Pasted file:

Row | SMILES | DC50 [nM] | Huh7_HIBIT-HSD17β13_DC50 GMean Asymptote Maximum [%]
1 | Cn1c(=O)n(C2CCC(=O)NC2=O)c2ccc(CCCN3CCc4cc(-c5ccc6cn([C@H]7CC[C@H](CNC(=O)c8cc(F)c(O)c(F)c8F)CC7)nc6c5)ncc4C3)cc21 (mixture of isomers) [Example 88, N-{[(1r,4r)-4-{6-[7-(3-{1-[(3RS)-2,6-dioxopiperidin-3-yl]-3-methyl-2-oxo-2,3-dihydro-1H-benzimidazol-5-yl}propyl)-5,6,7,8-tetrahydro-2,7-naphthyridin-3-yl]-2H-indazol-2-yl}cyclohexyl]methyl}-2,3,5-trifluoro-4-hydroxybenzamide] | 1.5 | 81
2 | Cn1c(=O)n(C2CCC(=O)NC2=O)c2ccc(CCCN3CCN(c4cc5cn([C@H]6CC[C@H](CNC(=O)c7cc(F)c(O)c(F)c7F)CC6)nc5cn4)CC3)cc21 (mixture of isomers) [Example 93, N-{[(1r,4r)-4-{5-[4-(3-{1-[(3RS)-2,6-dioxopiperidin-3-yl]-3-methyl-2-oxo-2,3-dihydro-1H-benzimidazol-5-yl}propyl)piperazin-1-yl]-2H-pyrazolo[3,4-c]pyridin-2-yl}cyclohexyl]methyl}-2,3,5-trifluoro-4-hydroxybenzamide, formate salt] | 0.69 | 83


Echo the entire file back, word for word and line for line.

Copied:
Row | SMILES | DC50 [nM] | Huh7_HIBIT-HSD17β13_DC50 GMean Asymptote Maximum [%]
1 | Cn1c(=O)n(C2CCC(=O)NC2=O)c2ccc(CCCN3CCc4cc(-c5ccc6cn([C@H]7CC[C@H](CNC(=O)c8cc(F)c(O)c(F)c8F)CC7)nc6c5)ncc4C3)cc21 (mixture of isomers) [Example 88, N-{[(1r,4r)-4-{6-[7-(3-{1-[(3RS)-2,6-dioxopiperidin-3-yl]-3-methyl-2-oxo-2,3-dihydro-1H-benzimidazol-5-yl}propyl)-5,6,7,8-tetrahydro-2,7-naphthyridin-3-yl]-2H-indazol-2-yl}cyclohexyl]methyl}-2,3,5-trifluoro-4-hydroxybenzamide] | 1.5 | 81
2 | Cn1c(=O)n(C2CCC(=O)NC2=O)c2ccc(CCCN3CCN(c4cc5cn([C@H]6CC[C@H](CNC(=O)c7cc(F)c(O)c(F)c7F)CC6)nc5cn4)CC3)cc21 (mixture of isomers) [Example 93, N-{[(1r,4r)-4-{5-[4-(3-{1-[(3RS)-2,6-dioxopiperidin-3-yl]-3-methyl-2-oxo-2,3-dihydro-1H-benzimidazol-5-yl}propyl)piperazin-1-yl]-2H-pyrazolo[3,4-c]pyridin-2-yl}cyclohexyl]methyl}-2,3,5-trifluoro-4-hydroxybenzamide, formate salt] | 0.69 | 83